As we advise in the Street Survival Seminar, above all, tell the truth. Even the smallest lie could destroy you. "Jurors start any police misconduct trial hoping officers did not violate the plaintiff's civil rights," Friedman writes. "This bias can help the plaintiff if the evidence reveals that jurors have misplaced their trust. A jury can understand an officer who makes a mistake, but not one who lies or covers up the truth."
Some things Friedman advises that plaintiffs' attorneys get their hands on:
• police incident reports, supplemental reports, use-of-force reports, injured prisoner reports, and motor vehicle citations;
• booking sheet, booking photograph;
• videotapes of the arrest and the booking and cell area;
• criminal complaint, application for complaint, and docket sheet;
• search warrant, application for search warrant, and return on search warrant;
• transcripts of motions and/or the criminal trial
• plaintiffs' medical and criminal records;
• physical evidence (bloody clothing, marks on floor, skid marks);
• witness statements (if the incident occurred inside the station, the attorney will be looking for other arrestees who were in the building to be witnesses);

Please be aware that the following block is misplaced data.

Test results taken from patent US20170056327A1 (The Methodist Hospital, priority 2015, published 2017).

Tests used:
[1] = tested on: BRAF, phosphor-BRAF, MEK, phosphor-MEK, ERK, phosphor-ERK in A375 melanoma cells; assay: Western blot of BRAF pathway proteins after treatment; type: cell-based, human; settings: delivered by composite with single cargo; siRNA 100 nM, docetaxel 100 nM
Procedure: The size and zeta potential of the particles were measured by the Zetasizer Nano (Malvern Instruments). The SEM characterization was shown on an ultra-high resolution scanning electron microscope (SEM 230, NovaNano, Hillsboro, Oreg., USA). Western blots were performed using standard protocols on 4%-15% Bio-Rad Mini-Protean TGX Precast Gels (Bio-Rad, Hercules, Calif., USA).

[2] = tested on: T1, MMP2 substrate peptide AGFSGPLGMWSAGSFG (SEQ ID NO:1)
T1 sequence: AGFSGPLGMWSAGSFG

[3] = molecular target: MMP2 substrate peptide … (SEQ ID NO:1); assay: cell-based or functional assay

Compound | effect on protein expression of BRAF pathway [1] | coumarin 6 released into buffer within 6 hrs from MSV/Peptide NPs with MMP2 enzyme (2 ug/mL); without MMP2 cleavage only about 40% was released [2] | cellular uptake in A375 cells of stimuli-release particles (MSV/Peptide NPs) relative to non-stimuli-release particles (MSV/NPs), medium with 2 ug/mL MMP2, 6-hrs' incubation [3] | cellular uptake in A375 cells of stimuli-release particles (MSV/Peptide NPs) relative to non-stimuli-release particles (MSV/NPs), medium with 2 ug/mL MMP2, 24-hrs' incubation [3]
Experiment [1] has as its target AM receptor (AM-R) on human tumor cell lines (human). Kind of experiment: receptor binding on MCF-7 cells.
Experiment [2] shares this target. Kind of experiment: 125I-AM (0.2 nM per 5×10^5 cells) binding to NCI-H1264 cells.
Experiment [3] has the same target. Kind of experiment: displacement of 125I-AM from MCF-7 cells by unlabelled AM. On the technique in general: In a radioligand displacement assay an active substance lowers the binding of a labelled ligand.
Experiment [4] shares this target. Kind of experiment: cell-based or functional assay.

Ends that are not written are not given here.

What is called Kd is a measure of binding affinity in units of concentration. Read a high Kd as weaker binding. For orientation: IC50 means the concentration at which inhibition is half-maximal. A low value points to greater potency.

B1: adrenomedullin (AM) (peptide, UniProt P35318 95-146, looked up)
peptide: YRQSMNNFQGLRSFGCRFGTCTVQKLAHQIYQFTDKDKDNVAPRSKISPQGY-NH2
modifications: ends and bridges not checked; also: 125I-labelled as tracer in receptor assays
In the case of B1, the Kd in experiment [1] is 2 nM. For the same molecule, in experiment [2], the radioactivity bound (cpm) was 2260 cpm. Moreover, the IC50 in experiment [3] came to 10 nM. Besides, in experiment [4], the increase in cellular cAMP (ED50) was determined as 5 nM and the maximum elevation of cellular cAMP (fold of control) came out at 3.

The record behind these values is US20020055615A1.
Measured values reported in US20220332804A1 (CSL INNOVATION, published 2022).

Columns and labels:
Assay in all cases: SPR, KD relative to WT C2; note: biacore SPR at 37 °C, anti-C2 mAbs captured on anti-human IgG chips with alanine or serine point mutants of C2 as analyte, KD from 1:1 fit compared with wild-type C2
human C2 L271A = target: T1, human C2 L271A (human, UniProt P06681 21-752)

• management studies concerning the department;
• settlements in other police misconduct cases (be aware that in some states, even settlement amounts that are labeled as confidential may be available to a plaintiffs' attorney);
• prior complaints against you and other officers in your department;
• depositions, trial transcripts, and other documents from other civil cases against the same department.
Make sure your reports and other paperwork are detailed and complete and there is as much evidence available as possible that indicates you acted justifiably.
Friedman ends with a word of hope for police officers: "If after reviewing the facts you are hesitant about bringing suit, reject the case. These cases are difficult to win."